The Nats have also been winning the late-inning strategy battle when their bullpen door swings open. Johnson’s hand is in that, too, maximizing the value of his non-star players. Without 2011 closer Drew Storen, with free agent Brad Lidge cut and Henry Rodriguez often wild, the Nats still have a top-10 bullpen ERA because the Nats have gotten the most out of Craig Stammen (1.66 ERA),Ryan Mattheus (1.69) and Sean Burnett (1.82).

Johnson’s construction and use of his bench is just the latest element of a remarkable season. He has ignored having a dozen men on the disabled list at once. He has lobbied for Bryce Harper at 19 and been vindicated. He’s gotten a Rays pitcher suspended for eight games for cheating. The state of Florida has two major league teams. Johnson has called the manager of one “a weird wuss” and told the other to “get the [expletive] away from me.” He’s predicted his team would make the playoffs and then, last week, upped the ante by saying he’d be disappointed if the Nats weren’t NL East division champs.

Amid turmoil, like the endless talk about Stephen Strasburg’s innings limit, the Nats have seldom lost their focus or calm. On Tuesday, after getting to bed after a road trip at about 4:30 a.m., they still staged a comeback rally to tie when they were down to their last strike in the bottom of the ninth, then another to win in the 10th. Veterans in the clubhouse have set their tone. But Johnson, by tone of voice, humor, wisdom or the proper choice of emphasis, has helped change a season that could have felt like a ride on the Titanic into a summer that’s as smooth as a Caribbean cruise.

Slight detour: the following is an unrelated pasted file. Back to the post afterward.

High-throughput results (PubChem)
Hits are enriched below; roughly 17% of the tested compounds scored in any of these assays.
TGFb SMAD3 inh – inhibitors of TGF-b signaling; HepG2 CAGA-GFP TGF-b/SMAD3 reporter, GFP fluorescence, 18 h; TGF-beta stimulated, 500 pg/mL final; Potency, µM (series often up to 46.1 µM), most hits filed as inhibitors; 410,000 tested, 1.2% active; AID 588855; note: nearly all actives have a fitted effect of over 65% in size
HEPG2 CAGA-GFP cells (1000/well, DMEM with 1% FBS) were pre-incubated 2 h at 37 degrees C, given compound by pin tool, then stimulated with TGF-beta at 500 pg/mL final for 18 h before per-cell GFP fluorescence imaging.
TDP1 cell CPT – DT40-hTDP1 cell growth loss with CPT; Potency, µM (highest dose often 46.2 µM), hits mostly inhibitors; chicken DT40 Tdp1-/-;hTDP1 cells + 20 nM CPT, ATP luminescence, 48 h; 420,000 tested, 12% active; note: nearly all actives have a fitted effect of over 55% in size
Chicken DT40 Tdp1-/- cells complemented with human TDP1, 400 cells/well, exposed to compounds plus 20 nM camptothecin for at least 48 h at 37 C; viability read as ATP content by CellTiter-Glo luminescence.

It seems curious that Johnson’s baseball legacy is still so unfinished. He has the second-highest winning percentage of any living manager with more than six seasons experience, behind only Earl Weaver. Of all the men who have managed 1,000 games since 1900, only six have a better record than Johnson. All are in the Hall of Fame. The average Johnson team in his 16 years has gone 91-71. And he’s done it while taking over five different clubs, all of them mediocre to miserable when he got there. Counting the Nats, four became big winners.

So, it’s hard to believe Johnson’s talents aren’t fully appreciated. But they aren’t. He was out of the majors for 11 years, partly because of a period of very bad health, partly by choice, but also because the phone didn’t ring. He was great at handling players. Nationals General Manager Mike Rizzo says, “Davey is so good at handling players that most of them don’t know they’re being handled.” But who was going to handle Davey? Now, that no longer seems a problem.

Perhaps this last time around the track, with the Nationals, it will be the final performance that brings Johnson into clear focus. Beneath the grandfatherly appearance and the Texas twang, the harder you examine his latest work, the better his final baseball portrait looks.

For Thomas Boswell’s previous columns, go to washingtonpost.com/